ASSESSING AIRPORTS AND PUBLIC TRANSPORTATION

Flooding from Superstorm Sandy closed all four New York area airports: LaGuardia, JFK International, Newark International and Teterboro. To help with ongoing master planning efforts at these airports, The Port Authority of New York and New Jersey (PANYNJ) engaged Michael Baker to provide climate-change-impact assessments for all four airports. Services included preparation of guidance on use of climate-change projections; analyses of impacts of future rainfall patterns on stormwater system performance; development of a critical infrastructure inventory; coastal flood risk vulnerability assessments; a statistical evaluation of future airport shutdown potential; and development of conceptual climate adaptation strategies.

The City of Jersey City, N.J., faces serious risks due to its location on both the Hudson and Hackensack Rivers. Michael Baker produced 3D visualizations to help the city understand what potential adaptation measures for coastal flooding and sea-level rise impacts might look like in that community. In collaboration with the city and local stakeholders, the team identified 27 different adaptation measures, including earthen berm and boardwalk levees, a storm surge barrier and other ground elevation considerations.

The visualizations of these adaptation measures were shared at public meetings, serving as the focal point of the city’s dialogue with its residents about reducing risk and transitioning into a more resilient future.

EDUCATING COMMUNITIES WITH FEMA

Michael Baker has been working with FEMA for more than four decades, providing flood mapping, coastal and hydraulic engineering, hazard mitigation, public outreach and other services across the country. Michael Baker currently is working with FEMA headquarters and across its 10 regions to help educate communities on the importance of understanding flood risk and the value of long-term resiliency planning.

The company provides comprehensive community outreach and education focused on increasing mitigation action at the community level.

“Changing behavior is very difficult, and our team’s approach to this challenge is nothing short of revolutionary,” says Osler. “We are blending communications expertise, engineering knowledge and behavioral science together to help our communities lead themselves into a more resilient future.”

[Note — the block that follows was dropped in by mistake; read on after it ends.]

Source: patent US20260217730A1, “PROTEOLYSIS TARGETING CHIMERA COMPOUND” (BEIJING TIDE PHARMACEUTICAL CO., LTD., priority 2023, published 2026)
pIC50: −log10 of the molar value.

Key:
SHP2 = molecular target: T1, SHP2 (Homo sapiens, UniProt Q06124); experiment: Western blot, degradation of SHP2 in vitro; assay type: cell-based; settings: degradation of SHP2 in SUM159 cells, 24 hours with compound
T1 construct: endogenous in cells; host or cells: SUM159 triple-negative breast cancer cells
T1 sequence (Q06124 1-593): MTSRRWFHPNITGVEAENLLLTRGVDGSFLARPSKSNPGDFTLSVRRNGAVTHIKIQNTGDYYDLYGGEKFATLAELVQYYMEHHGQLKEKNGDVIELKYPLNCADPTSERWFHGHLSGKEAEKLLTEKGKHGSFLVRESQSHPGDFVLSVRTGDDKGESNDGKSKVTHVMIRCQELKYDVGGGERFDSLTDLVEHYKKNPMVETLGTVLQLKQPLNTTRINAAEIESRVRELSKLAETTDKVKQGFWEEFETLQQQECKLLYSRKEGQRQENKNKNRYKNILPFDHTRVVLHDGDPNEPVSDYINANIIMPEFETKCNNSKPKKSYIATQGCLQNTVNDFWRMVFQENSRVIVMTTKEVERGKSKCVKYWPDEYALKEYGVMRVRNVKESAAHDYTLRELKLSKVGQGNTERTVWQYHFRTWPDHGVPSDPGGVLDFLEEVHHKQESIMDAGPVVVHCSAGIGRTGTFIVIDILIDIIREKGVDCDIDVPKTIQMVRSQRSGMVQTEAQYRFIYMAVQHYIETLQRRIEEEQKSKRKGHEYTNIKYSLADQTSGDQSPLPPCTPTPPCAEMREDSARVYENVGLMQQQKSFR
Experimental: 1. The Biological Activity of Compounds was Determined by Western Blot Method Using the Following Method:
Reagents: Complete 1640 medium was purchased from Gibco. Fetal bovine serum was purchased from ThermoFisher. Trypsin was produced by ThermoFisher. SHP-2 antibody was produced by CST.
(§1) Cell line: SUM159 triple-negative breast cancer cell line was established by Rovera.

So far, Osler says, the company has participated in 225 community meetings in 525 counties across the United States on behalf of FEMA. The team also has developed an immersive virtual-reality experience that allows participants to experience flooding within a community and then implement different mitigation actions to reduce the impacts of the flood event.”

“The VR content is just flat-out cool to experience, but it’s not an elaborate gimmick,” Osler says. “Emotions are a vital component of human decision-making. The VR experience heightens the participants’ emotional connection to both the painful loss which a flood can cause and also the power of proactive mitigation to reduce that impact.”

Often, Osler says, resiliency planning comes down to the mindset of communities and their leaders.

“Mindset is more important than any particular solution,” Osler says, in supporting this outreach effort to encourage resilience planning and action. “Our most rewarding engagements are when we help break through personal or organizational confusion, and the clients clearly understand their risks, how those risks may impact them, and that they have the agency to make positive change for their community or organization.”